Enterprise Outsourcing Strategies and Marketing Performance of Fast Food Industry in Lagos State, Nigeria

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There is now more pressure on business practioners to justify that marketing function contributes to shareholders value by the firms. Management of firms are interested in assessing the extent to which cost of business can be minimized and how that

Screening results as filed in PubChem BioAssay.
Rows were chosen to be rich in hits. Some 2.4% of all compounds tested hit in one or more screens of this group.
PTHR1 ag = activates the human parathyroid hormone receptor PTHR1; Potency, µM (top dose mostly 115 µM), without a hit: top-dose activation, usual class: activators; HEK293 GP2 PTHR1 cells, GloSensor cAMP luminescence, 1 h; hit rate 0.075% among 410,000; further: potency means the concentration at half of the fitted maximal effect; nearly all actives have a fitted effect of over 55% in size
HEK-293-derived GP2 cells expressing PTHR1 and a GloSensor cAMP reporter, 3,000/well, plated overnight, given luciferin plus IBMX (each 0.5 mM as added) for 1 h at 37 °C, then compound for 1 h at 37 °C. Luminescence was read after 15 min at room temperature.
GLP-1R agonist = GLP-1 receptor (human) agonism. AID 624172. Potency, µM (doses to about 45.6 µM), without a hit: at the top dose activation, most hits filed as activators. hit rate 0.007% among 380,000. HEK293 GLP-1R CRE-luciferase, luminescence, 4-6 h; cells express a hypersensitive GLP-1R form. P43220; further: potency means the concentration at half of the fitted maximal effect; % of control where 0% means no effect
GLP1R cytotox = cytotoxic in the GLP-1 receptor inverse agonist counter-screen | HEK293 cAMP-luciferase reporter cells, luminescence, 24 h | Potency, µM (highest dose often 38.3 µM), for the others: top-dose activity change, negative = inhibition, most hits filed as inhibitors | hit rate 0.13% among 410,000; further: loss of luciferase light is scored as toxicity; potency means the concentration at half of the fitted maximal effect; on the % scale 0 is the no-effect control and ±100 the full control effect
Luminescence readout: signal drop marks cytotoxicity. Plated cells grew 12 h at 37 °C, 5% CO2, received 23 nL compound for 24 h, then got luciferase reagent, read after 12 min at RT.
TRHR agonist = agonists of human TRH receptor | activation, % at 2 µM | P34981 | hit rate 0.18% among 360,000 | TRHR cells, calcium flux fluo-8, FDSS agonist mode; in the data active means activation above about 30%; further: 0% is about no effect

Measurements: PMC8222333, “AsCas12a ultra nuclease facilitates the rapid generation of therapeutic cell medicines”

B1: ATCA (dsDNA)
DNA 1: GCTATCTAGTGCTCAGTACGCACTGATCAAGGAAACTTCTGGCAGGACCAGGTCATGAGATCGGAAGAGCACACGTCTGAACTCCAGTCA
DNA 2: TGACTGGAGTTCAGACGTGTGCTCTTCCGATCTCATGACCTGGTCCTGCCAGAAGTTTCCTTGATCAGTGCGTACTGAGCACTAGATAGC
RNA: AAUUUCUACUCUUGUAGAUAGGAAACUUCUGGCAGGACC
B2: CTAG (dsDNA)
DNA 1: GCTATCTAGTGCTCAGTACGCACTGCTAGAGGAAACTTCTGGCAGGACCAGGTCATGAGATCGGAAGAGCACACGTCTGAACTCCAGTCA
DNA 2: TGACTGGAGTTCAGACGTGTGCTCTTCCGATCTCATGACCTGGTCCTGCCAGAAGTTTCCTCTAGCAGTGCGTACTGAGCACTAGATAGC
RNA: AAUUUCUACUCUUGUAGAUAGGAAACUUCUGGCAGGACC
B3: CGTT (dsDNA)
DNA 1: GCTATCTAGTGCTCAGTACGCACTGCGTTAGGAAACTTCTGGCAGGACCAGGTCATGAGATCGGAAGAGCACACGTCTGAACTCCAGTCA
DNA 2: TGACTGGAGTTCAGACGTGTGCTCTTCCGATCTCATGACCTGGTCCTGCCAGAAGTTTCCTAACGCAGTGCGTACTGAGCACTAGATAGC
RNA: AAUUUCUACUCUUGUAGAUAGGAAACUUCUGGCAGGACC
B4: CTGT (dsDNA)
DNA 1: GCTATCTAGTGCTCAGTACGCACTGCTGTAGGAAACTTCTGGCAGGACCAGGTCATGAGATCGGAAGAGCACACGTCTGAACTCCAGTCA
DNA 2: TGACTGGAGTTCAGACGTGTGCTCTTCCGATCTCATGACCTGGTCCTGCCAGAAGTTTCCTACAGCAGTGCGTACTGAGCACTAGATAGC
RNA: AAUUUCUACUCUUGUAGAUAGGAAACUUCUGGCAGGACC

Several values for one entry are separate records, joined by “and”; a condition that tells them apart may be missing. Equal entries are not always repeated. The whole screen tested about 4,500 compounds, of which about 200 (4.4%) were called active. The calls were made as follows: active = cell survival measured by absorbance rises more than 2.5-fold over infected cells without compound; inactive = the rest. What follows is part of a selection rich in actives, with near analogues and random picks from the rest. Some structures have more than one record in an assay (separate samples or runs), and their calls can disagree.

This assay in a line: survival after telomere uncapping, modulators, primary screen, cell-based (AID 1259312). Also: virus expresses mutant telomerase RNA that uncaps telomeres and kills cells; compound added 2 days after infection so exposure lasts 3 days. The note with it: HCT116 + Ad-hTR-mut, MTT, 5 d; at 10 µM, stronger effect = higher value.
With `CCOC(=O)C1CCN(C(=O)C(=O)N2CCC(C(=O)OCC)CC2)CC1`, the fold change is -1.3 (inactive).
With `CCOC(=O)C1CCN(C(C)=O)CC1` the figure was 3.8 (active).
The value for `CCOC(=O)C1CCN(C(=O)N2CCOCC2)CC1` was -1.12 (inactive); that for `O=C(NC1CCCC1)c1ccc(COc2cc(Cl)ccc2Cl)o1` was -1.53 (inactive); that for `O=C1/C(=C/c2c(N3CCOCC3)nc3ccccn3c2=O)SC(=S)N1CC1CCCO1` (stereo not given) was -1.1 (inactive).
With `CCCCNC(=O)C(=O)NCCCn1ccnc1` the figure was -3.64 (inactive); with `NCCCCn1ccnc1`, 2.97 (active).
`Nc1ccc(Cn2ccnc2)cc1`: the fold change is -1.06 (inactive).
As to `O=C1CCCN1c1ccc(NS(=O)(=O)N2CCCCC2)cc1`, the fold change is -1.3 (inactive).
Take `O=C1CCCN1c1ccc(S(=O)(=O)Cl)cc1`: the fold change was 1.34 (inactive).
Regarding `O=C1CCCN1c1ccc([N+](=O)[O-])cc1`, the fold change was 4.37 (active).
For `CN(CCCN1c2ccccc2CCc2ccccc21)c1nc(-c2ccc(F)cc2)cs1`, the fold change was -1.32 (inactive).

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  Global Journal of Business,Management and Accounting Vol. 3(1) pp. 24-35 October 2013 Available online http://www.globalresearchjournals.org/journal/gjbma Copyright ©2013 Global Research Journals. Full Length Research ENTERPRISE OUTSOURCING STRATEGIES AND MARKETING PERFORMANCE OF FAST FOOD INDUSTRY IN LAGOS STATE, NIGERIA BY   Akinbola, Olufemi Amos,   Department of Business Management, College of Development Studies.   Covenant University, Ota, Ogun State, Nigeria.   E-mail: femi.akinbola@covenantuniversity.edu.ng Ogunnaike, Olaleke Oluseye, Department of Business Management, College of Development Studies Covenant University, Ota, Ogun State, Nigeria E-mail: ola.ogunnaike@covenantuniversity.edu.ng Ojo Olugbenga Abiola Faculty of Business and Law Leeds University Business School Leeds Metropolitan University, United Kingdom Email: a.ojo3432@student.leedsmet.ac.uk Accepted 24  th   September, 2013 There is now more pressure on business practioners to justify that marketing function contributes to shareholders value by the firms. Management of firms are interested in assessing the extent to which cost of business can be minimized and how that could help in reducing marketing expenditure and ultimately increase return on marketing investment (ROMI). The study attempted to ascertain the link between outsourcing and marketing performance. Copies of questionnaire were distributed purposively to ten fast food outlets in Lagos, Nigeria. Two hypotheses were developed and were subjected to descriptive and regression analysis. It was discovered that outsourcing contributed to increase in marketing performance. The study makes useful policy recommendations for marketing professionals, entrepreneurs and top executives of fast food outlets in Nigeria. Keywords  : Business Outsourcing, Knowledge Process Outsourcing, Technology Outsourcing, Sales Turnover, Customer Satisfaction 1.0 Introduction The Fast Food industry in Nigeria today is a beehive of activities and is gaining a lot of attention both within and outside the country. Industry trends such as rapid outlet expansion, strategic alliances (especially with companies in downstream sector of the oil and gas industry), and entrant of foreign players amongst others lends credence to these assertions.   There exist in every economy, (whether developed, developing or less), various type of industries; manufacturing, service, food and beverage, textile and chemical. These industries compete among themselves for resources, infrastructure, market share and relevance, for successful competition, companies use creative and innovative weapons to compete favourably for profit maximization. However the concept of outsourcing has not received a lot of attention as considered to be important elements that account for the growth and remarkable performance of the fast foods industry in Nigeria. Also the effects of  25 Glo. J. Bus. Manage. Acct.  outsourcing on firms’ performance are not completely clear. Previous outsourcing studies show contradictory results; while some claim a positive relationship between outsourcing and performance outcomes, others report no significant or even negative effects (Rothaermel and Deeds, 2001). Outsourcing without proper management control could sometimes result in job losses, According to Ghodeswar and Vaidyanathan (2008), a large number of employees whose organizations outsource their business activities may have similar problems to those employees that have undergone downsizing, while organizations claim that the basis for outsourcing is to increase business efficiency. however employees who are lucky to remain in the company after outsourcing effects believe that the possibilities of them staying in the company is low, because they could be the next in line to lose their jobs. Hammer (2001) posits that in situations where the outsourcer is not satisfied with the service, it could be difficult to break the contract because outsourcing contracts usually require a stipulated period. It will be costly to reverse the situation and return the services in-house. Nevertheless, extant literatures and observed online interviews of business executives have shown that the positive outcome of outsourcing as a platform for reducing cost of production and for increasing the profit of firms. However, limited study have been able to link it with returns on marketing investment. Return on marketing investment (ROMI) is the contribution attributable to marketing (net of marketing spending), divided by the marketing 'invested' or risked. ROMI is a relatively new metric. It is not like the other 'return-on-investment' metrics because marketing is not the same kind of investment. Instead of fund being 'tied' up in plants and inventories, marketing funds are typically 'risked.' Marketing spending is typically expensed in the current period. The idea of measuring the market’s response in terms of sales and profits is not new, but terms such as ROMI are now being used more frequently than in past periods. It is as a result of this that the study intended to examine;   (i) Whether business outsourcing assists fast foods entrepreneurs to increase return on marketing investment (ii) If knowledge process outsourcing supports fast food companies to satisfy its customers. Conceptual Clarifications According to Sako (2006), Outsourcing can be defined as the act of one company contracting with another company to provide services that might otherwise be performed by in-house employees. It was further described as a contract service agreement in which an organization hires out all or part of its operations to an external company. The recipients for outsourced activities are generally in the same country. When a company on another continent is involved e.g. India, the correct term to use is offshore outsourcing. Near shore outsourcing refers to outsourced projects that are outside the country, but on the same continent e.g. a US company outsourcing activities to a company in Canada would be called near shore outsourcing. Feenstra and Hanson (2005) described it as a “disintegration of production” or a “super specialization”. Dutta and Roy (2005) mentioned a phenomenon called “vertical fragmentations”. Lacey and Blumberg, (2005), defined outsourcing as “reliance on external sources for manufacturing components and other value adding activities”. Some focus on international sourcing of components, sub-systems and completed products (Asher and Nandy 2007). Outsourcing is the process of entrusting non-core activities or operations from internal production within a business to an external entity that specializes in that particular operation. In general, outsourcing can be referred to as make or buy decisions on intermediate goods, to the hiring of temporary labour and to the use of external services (Kennedy et al  . ,  2002). According to Beaumont (2006), outsourcing can be said to be one sub-type of distributed work. It is the delegation of task or job from internal production to external entity, such as a sub-contractor. Smith et al  ., (2006) defined outsourcing as turning over to a supplier those activities outside the organization’s chosen core competencies. Gilley et al  ., (2004) gave clarifications for the definitional confusions; positioning outsourcing as procuring something that was either srcinally sourced internally (i.e vertical disintegration) or could have been sourced internally notwithstanding the decision to go outside (i.e make or buy). This includes arrangements that have been termed – internal versus external sourcing,(Beaumont, 2006).   In the words of Bennedsen and Schultz, (2005) outsourcing decisions are influenced by the quality of information available, cost, profitability, strategic alliance, supplier quality, financial evaluation, risk and efficiency. Bennedsen and Schultz, (2005) also suggested that comprehensive use of outsourcing can provide organizational, technical behavioural benefits and provide greater visibility of both issues and processes of all the functions affected. Mukherji and Ramachandran , (2007) discovered that drivers of outsourcing decisions are both internal and external to the outsourcing organization as more processes are integrated with information systems. Often the tasks that are outsourced could be performed by the company itself, but in many cases there are financial advantages that come from outsourcing. Many large companies now outsource jobs such as call center services, e-mail services, and payroll. These jobs are handled by separate companies that specialize in each   service, and are often located overseas. Outsourcing enables an organization to better marshal its own resources and those of its external agents who have the required expertise and specific resources/technologies to accomplish all the tasks involved (Wu et al  ., 2006). Effective use of outsourcing will, therefore, allow an organization to focus on a limited set of strategically important tasks and will in turn lead to continuous enhancement of its core competencies (Des et al.,  1995; Kotable 1998; Quinn 1992; Venkatraman 1989). Moreover, advances in business logistics and processes have encouraged companies to increase the outsourcing of non-core operations. This has led companies to develop new business strategies to manage goal-oriented activities (Mowshowitz 1994) that depend heavily on outsourcing. Outsourcing has also resulted in a significant altering of organization configuration and boundaries, outsourcing can obviously help an enterprise achieve considerable benefits, but employing outsourcing without proper consideration of long-term performance may also jeopardize competitiveness. Types of Outsourcing There are three basic types of outsourcing as described by Mark et al., (2006). The outsourcing forms include the following: i. Business process outsourcing (BPO) ii. Knowledge process outsourcing (KPO) iii. Information technology outsourcing (ITO) i. According to Thomas and Rick, (2005) business process outsourcing (BPO) is defined simply as the movement of business processes from inside the organization to an external service provider. With the global telecommunications infrastructure now well established and consistently reliable, BPO initiatives often include shifting work to international providers when organizational needs for outsourcing cannot be met locally. Mark et al  ., (2006) pointed out that business process outsourcing (BPO) is a subset of outsourcing that involves the contracting of the operations and responsibilities of specific business functions (or processes) to a third-party service provider. It has to do with establishing a partnership with a single supplier or service providers. ii. Knowledge process outsourcing (KPO) has to do outsourcing of core business activities which often are competitively important. Therefore Knowledge process outsourcing includes processes that demand advanced information search, analytical, interpretation and technical skills as well as some judgment and decision-making. The concept of knowledge process outsourcing deals with special endowment of knowledge in a specific line of business and it is information driven. It means that it is a continuous process of creation of genuine ideas and dissemination of information by bringing together the Akinbola et al  ., 26 information to industry leaders to create knowledge in an industry whose areas of involvement includes marketing, research and development, product development and planning, advertising and allied services, (Agarwal and Nisa, 2009). iii. Information technology outsourcing (ITO) has to do with Information technology being perceived as a service or support function. Majorly it aims at reducing IT costs though outsourcing organizations retain strategic control. Multiple suppliers sourcing are not as concerned with partnerships as the aim is to foster innovation and create competition between suppliers, although suppliers will form alliances among themselves for bidding purposes. Usually, contracts are short-term and a client then organizes a portfolio of services from various suppliers so that strategic control can be retained. Joint venture deals more with development of new knowledge for the client, also they advocate for shared risk and reward. Some organizations help promote creation of Supplier Company and maintain more control than they would have in a multiple supplier or total management. A more recent type of outsourcing is the ‘Application Service Provider’ model, where organizations purchase software on the basis of use and transfer for a fee. (Kem   and Huigang, 2002), as for organizations that see IT as core to their business, they keep the IT department and services in-house. Theoretical Framework Core Competencies Theory  Core competency is a concept in management theory srcinally advocated by CK Prahalad, and Gary Hamel, The concept of core competencies has been developed on the basis of the resource-based theory.   Prahalad and Hamel (1990) defined the core competencies as the collective learning in the   organization, especially how to coordinate diverse production skills and integrate multiple stream technologies. The application of core competency concept in outsourcing became very popular among scholars. The concept has been predominantly used to develop and test various outsourcing decision frameworks arguing that the core activities shall remain in house. Learning and communication premises of the concept made it also applicable in the Managing relationship and reconsideration phases. Vendor’s competencies are assumed to be one of the most important factors that influence success of an outsourcing arrangement (Levina and Ross, 2003; Feeney et al.,  2005). Core competency is a specific factor that a business sees as being central to the way it, or its employees, works. It fulfills three key criteria: i. It is not easy for competitors to imitate.  27 Glo. J. Bus. Manage. Acct. ii. It can be re-used widely for many products and markets. iii. It must contribute to the end consumer's experienced benefits. Some fast food companies in Nigeria have some products that are peculiar and associated best with their organization and this makes them to be regarded as leader in the area of such product offerings or delivery to customers. A core competency can take various forms, including technical/subject matter know-how, a reliable process and/or close relationships with customers and suppliers. It may also include product development or culture, such as employee dedication, best human resource management (HRM), good market coverage etc. Core competencies are particular strengths relative to other organizations in the industry which provide the fundamental basis for the provision of added value. Development of Hypotheses In Nigeria outsourcing represents major parts of business dealings of fast food companies, according to Oloketuyi (2006) fast food companies outsource power management, generator maintenance and raw materials procurement because product range are large and barrier to entry is low in order to compete effectively, organizations considers cheap means of delegating responsibilities to the outsourcing vendor that will make them realize substantial profit. Fast food companies Outsourcing represents the ‘fundamental decision to reject the internalization of an activity’ (James and Stephen, 2001). A strategic decision is undertaken either to substitute external sourcing for internal activity or use externally provided activities to extend a firm’s capabilities. Proximity between purchaser and provider of the outsourced activity may influence the outsourcing decision due to agglomeration or clustering effects – or what the urban economics literature calls “localization externalities” (Stephen, 2001). These may affect the outsourcing decision by impacting on the costs of the outsourced activity, influencing the governance or management costs associated with outsourcing (Vining and Globerman, 1999) or by changing the risks associated with information asymmetry, bounded rationality and opportunism (Williamson, 1975). In the particular context of the outsourcing adoption, where outcomes are uncertain and contracts are likely to be incomplete, the latter of these may be especially important. ‘Clustering of some firms may, for example, facilitate outsourcing possibilities, contacts and information that would not be readily available with dispersion. Locating in a central may help to create and support networks of co-production or sub-contracting that can be vital to Research and Development (R&D) activities, through the resource savings that they provide. Such outsourcing economies may be crucial to small and medium-sized enterprises, it can save resources, and the patterns of trust and reciprocity that can develop from co-production may also provide for a stronger relationship between R&D and productive performance.   Charis (2006) cited that fast food companies outsourcing, the purchase of restaurant’s equipment, sub-assemblies, finished products or mobile transportation sales services from outside suppliers when internal production capacity is limited to maximize profit as projected. An enterprise will also outsource its business when it does not possess the crucial technology, but still wants to seize the business opportunities presented. ( Chu and Chulli  2005) conducted a survey in 11 industries on outsourcing expenses, expressed as a percentage ratio between outsourcing expenses and revenue. The survey found the population mean to be 54%, whilst the ratios for the lowest and highest industries were 27% and 83% respectively. We can conclude that industries spend about 50% of their revenue on outsourcing, a surprisingly large figure. This is also supported by (Chu and Chulli 2005), who suggests that outsourcing contributes a significant part of an organization. A study on the effect of outsourcing on fast food industry performance also revealed that food producing firms are facing increasing global competition, and simultaneous pressures on both the cost and quality of their products. Over the past two decades, food firms have responded to these pressures by investing in process and information technologies to streamline and automate operations. More recently, in an attempt to become stronger and responsive across the supply chain, businesses have begun to outsource core production processes and noncore support processes to focus on their core competencies for the purpose of increasing sales revenue. A recent survey conducted by Sheen and Tai, (2006) about the largest U.S. manufacturers found that 80 percent of logistics executives reported using third-party outsourcers to handle supply-chain activities, up from less than 40 percent in 1991. Another survey of 318 global companies active in outsourcing reported that 61 percent experienced cost savings, 57 percent found increased ability to focus on the core business, and 50 percent reported improvements in process speed, quality, and accuracy. Although the relationship between firms’ tendencies to either explore new possibilities or to exploit known certainties dates back to Schumpeter (1934), it is only more recently that this discussion has reached the domain of learning (Rothaermel, 2001; Rothaermel and Deeds, 2004). Outsourcing usually aims at reducing fixed costs by contracting out jobs at reduced wages or benefits and buffer the regular work force from fluctuations (Minondo and Rubert, 2006). This helps firms to externalize risks with respect to demand fluctuations to external suppliers. Moreover, some goods and services can be bought cheaper or at higher quality from third parties because   specialized providers can benefit from economies of scale and learning effects (Whitfield 2006). For the outsourcing decision, a firm compares the costs associated with internal transactions and transactions over the market. This study tested empirically if business process outsourcing will help to reduce the cost of operation; Ho; Business process outsourcing does not contribute to increase in return on marketing investment (ROMI). Other common signs of an outsourcing disaster include: Customers’ poor service delivery that affects customers’ relationship and loyalty, increasing customer complaints, and, in extreme circumstances, business shutdown (due to an information security breach or to the vendors’ system or organizational failure). Any of these is directly harmful to an outsourcing client’s short-term market performance as measured by sales, costs, strength of customer relationships, or market reputation. Outsourcing implies a one-way decision, which cannot be reversed or only against very high cost. It is a strategic decision, to be taken at the highest management level, because it may affect the business’ (future) distinctiveness.” There are several elements in this definition that deserve further consideration. First, outsourcing is concerned with a “dedicated value adding activity”. In other words, we are not talking about purchasing standard products, but about products that are made to order according to specifications set by the outsourcing party. Second, an outsourcing decision is presented as practically irreversible. Once you have given up the competence, the costs of acquiring it again will be formidable. In practice, the loss of competence will not take effect immediately. It will often be a long drawn-out process involving several steps of increasing detachment. Third, outsourcing is considered a strategic decision. Outsourcing was put on the strategists’ agenda in the early 1990s (Prahalad and Hamel, 1990). Companies were urged to consider the full range of their activities and to decide which of these could be considered to be based on core competencies providing competitive advantage. All other competencies would then become candidates for outsourcing to specialist suppliers who in all likelihood would be able to provide such services at a lower cost and higher quality. Over the past 15 years, outsourcing has indeed become a subject of strategic decision-making as shown empirically by Arnold, (2000); Baden-Fuller et al.,  2000). This study further examined the effect of knowledge process outsourcing on customers’ relationship. Akinbola et al  ., 28 H02; Knowledge process outsourcing does not affect customer satisfaction. 3.0 Methodology of the study This study is exploratory in nature and relies on a field survey to collect the required data. A total of 10 fast foods out of the 46 fast foods firms registered with Association of Fast Food Confectioners of Nigeria. (AFFCON) and the National Agency for Food and Drug Administration and Control (NAFDAC) were randomly selected based on the outlet availability and staff strength to represent the entirety of fast food companies in Lagos State Nigeria. The fast foods consisted of Tantalizers, Mr. Biggs, Tetrazzini, Chicken Republic, Tastee Fried Chicken, Munchies, Sweet Sensation, Mama Cass and Big Treat. The survey was directed to the top, middle and lower level management in each fast food organization. Data collected from top, middle and low level managers, whose opinions reflected outsourcing management practices in their organizations. The study adopted the drop and collect method, the researchers administered 30 copies of the questionnaire to each of the 10 organizations filled by their managers being recognized and then collected it within 21 days. The highly controlled data collection procedures ensured 256 out of the 300 copies of the questionnaire were returned, giving us a response rate of 85.3%.  The research tool: The required data was collected by means drop and collect method, which was developed for this purpose. The questionnaire consists of four sections. Section 1 deals with the demographic data of the respondents. Section 2 examines the current practice of business process outsourcing in the companies and how it relates with marketing performance and section 3 is related to knowledge process outsourcing of the fast food companies and section 4 deals with marketing performance, which is the views of the respondents on customer satisfaction and return on marketing investments were harnessed. It must be submitted here that the actual marketing performance was not calculated but this study is limited to the responses of the respondents with respect to the questions raised in the questionnaire about marketing performance indicators such as incremental sales revenue, ratio of costs to revenue, cost of new customer acquisition as well as cost of customer retention were collated for the analysis. The reliability of the research instrument was examined by Cronbach alpha and found 0.86, which is considered acceptable for this research. The statistical package SPSS version 15.0 was used to analyze data. Descriptive analysis and simple regression were used. Table 1 describes demographics of the firm considered in the survey and the response rate.